Miracle on Ice stands test of time
The United States’ stunning upset of the Russians took place in the afternoon but ABC had earlier decided to broadcast the game in primetime.
By that time, my 7-year-old self was tucked safely asleep.
My memory can trick me into believing I watched the game because I have learned so much about it since.
Starting with the Karl Malden and Steve Guttenberg TV movie in 1981, the excellent HBO documentary about the game and the very enjoyable 2004 “Miracle” starring Kurt Russell. A game I never watched is ingrained into my head.
But for me, the first hockey game I ever watched was the game against Finland that took place on Sunday.
I remember it as the Gold Medal game, but as I learned this week, the finals in 1980 were actually a round robin. It was possible for the U.S. team to lose and not win any medal.
I watched the game at my father’s brother’s house. It may have been the only hockey game the two of them have ever watched together.
There are two things I clearly remember from that Sunday afternoon 30 years ago. The first was the utter disbelief that the team trailed after two periods.
I remember my uncle shaking his head and muttering, “I can’t believe they are going to lose this game.”
More than 500 miles away, the U.S. coach Herb Brooks was feeling the same way. He told his team what has become a classic quote that can’t be reprinted in a family newspaper.
But Herb’s boys responded and rallied to defeat Finland and win the gold medal. Which leads to my second memory, Jim Craig with the American Flag wrapped around him skating around the ice looking for his father.
Just thinking of that moment, the eyes get a little misty.
In fact the Miracle on Ice is one of those few subjects where any guy gets a pass getting emotional about.
Not only was it a stunning moment and an incredible victory but it also happened in a much different world.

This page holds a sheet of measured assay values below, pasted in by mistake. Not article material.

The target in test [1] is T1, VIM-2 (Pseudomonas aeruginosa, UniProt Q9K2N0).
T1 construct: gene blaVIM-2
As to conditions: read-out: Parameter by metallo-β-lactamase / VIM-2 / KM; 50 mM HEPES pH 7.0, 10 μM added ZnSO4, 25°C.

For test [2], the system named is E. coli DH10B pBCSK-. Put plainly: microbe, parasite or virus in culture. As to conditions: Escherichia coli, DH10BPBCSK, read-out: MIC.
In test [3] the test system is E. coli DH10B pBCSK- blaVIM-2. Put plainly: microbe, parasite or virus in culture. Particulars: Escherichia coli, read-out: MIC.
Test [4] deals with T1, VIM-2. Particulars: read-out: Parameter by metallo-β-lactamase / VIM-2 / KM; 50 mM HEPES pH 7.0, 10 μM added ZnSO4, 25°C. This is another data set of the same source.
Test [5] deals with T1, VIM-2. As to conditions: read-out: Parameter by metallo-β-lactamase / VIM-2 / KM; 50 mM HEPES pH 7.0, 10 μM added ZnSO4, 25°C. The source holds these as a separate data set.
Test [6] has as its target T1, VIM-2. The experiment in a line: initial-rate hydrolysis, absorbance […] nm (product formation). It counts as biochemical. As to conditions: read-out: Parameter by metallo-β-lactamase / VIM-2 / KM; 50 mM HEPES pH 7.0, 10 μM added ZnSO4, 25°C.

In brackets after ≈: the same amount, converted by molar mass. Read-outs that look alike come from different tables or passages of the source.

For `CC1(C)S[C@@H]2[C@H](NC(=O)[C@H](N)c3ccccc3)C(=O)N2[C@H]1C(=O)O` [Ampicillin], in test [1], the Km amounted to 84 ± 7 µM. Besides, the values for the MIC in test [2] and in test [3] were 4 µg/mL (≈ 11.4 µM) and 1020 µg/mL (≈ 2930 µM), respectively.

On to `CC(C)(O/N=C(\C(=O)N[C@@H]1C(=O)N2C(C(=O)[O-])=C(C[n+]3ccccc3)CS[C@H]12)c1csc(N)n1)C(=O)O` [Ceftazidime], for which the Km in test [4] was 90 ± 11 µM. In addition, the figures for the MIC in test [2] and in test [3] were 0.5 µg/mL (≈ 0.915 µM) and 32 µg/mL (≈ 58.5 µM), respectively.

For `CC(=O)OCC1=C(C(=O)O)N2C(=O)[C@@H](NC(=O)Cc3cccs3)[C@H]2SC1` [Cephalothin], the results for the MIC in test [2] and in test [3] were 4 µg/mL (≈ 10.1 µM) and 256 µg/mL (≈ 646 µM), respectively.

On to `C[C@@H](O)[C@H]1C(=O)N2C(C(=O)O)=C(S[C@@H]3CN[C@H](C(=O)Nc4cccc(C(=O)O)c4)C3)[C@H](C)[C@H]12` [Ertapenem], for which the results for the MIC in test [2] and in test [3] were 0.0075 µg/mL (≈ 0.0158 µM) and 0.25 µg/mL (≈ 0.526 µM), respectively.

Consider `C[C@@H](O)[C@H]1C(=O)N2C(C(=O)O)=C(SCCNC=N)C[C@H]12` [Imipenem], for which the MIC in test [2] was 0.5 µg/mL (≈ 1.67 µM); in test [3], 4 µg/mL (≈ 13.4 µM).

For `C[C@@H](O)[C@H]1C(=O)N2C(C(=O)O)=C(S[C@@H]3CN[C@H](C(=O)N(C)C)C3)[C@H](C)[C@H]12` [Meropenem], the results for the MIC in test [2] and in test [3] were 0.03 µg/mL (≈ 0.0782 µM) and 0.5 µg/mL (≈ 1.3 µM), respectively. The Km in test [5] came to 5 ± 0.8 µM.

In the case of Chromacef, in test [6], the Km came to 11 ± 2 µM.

It was a simpler time before the Internet, cell phones and mass media. It is impossible to relate how much the world has changed.
Thirty years later and America is involved in two real wars. Terrorism is a real threat. The country is divided by politics and colors. The economy is failing. Things aren’t going exactly peachy but America still has its confidence.
Maybe we shouldn’t be we feel really safe. There is no doubt that we aren’t the underdogs.
But in 1980, America was not feeling its oats. Nuclear war seemed imminent. Fear was in the air. Fear that things were going to get worse and not better.
That the American way of life was in trouble. Maybe it was because I was a child but the world seemed a lot scarier back then.
And when I compare and contrast then and now, maybe I should be more scared now.
But that hockey game did something that I am not sure is possible today. It changed perspective. It brought pride and hope. It united the country.
A true leader led a bunch of fresh-faced college boys. They worked harder than anyone else and relied on their preparation and love for each to dethrone the best hockey team in the world.
Al Michaels coined it as a miracle and in many senses it was but it is also a misnomer.
Brooks planned for it to happen and his team put in the work despite all the odds stacked against them.
The 1980 Hockey team is everything America wishes it could be: innocent, determined and able to accomplish anything.
Simply America at it’s best.
Published: February 24, 2010